No. 23 USF 20, Louisville 24
Adhering to the theme of giving up late fourth-quarter leads, the No. 23 South Florida Bulls collapsed in a 24-20 upset to the Louisville Cardinals on Saturday at Papa John’s Cardinal Stadium.
It’s been that kind of year for USF.
“Everything we saw on tape with them in recent games was there,” senior wide receiver Taurus Johnson said. “We just had a lot of little mistakes that set us back.”
The Bulls (6-2, 1-2 Big East) committed 14 penalties for 109 yards, including a defensive holding penalty on a missed field goal that would have given USF, down 24-20, the ball back with just under two minutes to play.
Coach Jim Leavitt said he was surprised to see the holding call.
“I would have liked to get the ball at the end there,” he said. “We would have had about 1:40 left, but we didn’t get that chance. I hope that call they made was the right call. I just don’t understand it. If it’s a good call then great. If it’s not though — Lord help them.”
After falling behind early to the Cardinals, junior quarterback Matt Grothe — who threw for 344 yards, two touchdowns and two interceptions — led the Bulls back to a 20-17 lead in the fourth quarter on a 15-yard touchdown pass to junior tight end Ben Busbee.
However, just as the Bulls squandered a fourth-quarter lead in their loss against Pittsburgh, the Bulls let Cardinal senior Hunter Cantwell and the Louisville offense score right away. Louisville wide receiver Scott Long reeled in a 24-yard touchdown reception with 7:07 remaining in the game.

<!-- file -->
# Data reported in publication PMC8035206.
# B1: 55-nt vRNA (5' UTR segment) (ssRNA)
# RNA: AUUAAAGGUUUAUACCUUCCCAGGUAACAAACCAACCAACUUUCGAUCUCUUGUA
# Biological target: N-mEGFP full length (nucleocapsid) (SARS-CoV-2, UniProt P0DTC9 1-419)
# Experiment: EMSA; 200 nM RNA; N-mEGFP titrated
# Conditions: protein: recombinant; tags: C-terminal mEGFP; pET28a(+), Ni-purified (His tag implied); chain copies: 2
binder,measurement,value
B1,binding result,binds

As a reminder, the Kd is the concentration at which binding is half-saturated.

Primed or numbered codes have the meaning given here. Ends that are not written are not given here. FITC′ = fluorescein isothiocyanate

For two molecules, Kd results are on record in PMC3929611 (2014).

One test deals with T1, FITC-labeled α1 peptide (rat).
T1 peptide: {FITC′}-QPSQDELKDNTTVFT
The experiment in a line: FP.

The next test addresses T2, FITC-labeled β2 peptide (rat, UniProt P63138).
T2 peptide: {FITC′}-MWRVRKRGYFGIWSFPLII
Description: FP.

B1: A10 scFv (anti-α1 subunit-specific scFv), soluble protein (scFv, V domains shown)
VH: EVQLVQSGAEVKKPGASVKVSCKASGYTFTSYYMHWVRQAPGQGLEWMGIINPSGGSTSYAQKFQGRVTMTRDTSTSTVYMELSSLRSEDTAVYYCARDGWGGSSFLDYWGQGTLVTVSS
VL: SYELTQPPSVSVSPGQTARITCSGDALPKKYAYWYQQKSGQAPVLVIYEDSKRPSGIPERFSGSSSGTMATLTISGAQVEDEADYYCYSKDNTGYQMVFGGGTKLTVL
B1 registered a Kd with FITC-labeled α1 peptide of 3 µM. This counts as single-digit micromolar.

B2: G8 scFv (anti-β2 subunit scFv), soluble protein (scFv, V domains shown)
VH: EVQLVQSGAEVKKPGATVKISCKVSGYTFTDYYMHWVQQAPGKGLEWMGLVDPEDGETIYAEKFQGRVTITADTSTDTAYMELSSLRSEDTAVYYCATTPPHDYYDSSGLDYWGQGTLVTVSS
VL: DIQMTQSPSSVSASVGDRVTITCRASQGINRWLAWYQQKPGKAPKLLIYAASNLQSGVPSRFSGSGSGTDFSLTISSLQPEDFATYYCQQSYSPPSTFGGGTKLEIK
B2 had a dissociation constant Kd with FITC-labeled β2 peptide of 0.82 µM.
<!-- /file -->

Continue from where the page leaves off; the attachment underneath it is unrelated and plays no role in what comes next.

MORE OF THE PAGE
Grothe said that kind of thing has frustrated USF in its losses.
“Going down and scoring the touchdown then having them come back and score … they did a good job on offense of going down and putting points on the board,” he said.
It wasn’t the first time in the game that the Bulls surrendered a lead. The Bulls took a 3-0 lead in the second quarter on a 32-yard field goal by freshman kicker Maikon Bonani, only to have it slip away as the Cardinals took a 14-6 lead into halftime.
Louisville coach Steve Kragthorpe said he was happy with the way his team played.
“The way they started and continued to fight, battle and persevere in a seesaw battle against a very good, Top-20 football team was very good,” he said.
USF’s offensive line had a hard time protecting Grothe. The Cardinals (5-2, 1-1) used a number of different blitz packages, which Kragthorpe said frustrated the USF offensive line. The Bulls allowed five sacks.
“We wanted to mix it up defensively,” Kragthorpe said. “I thought the key in our pass rush was our defensive tackles. There were a couple times where it looked like we had (Grothe), but he scrambled out and found a way to make a play.”
One of the only times Grothe didn’t make that play was on the Bulls’ last offensive possession. Louisville brought a blitz and forced him to make an errant throw, right into the hands of Cardinals linebacker Johnny Patrick.
The Louisville sideline exploded. The South Florida sideline fell silent.
With the loss, the Bulls’ chances at a Big East championship — and a Bowl Championship Series appearance — are in jeopardy. Not only did the Bulls (1-2 in the Big East) move below Louisville in the conference standings, they now sit second to last, just above Syracuse — which is winless in conference play.
It’s not going to get any easier for USF, Johnson said. The Bulls travel to Cincinnati — where they’ve never won — Thursday night.
“This was an important game for us,” he said. “It’s a tough loss, but we have to get back on the road and get ready for Cincinnati.”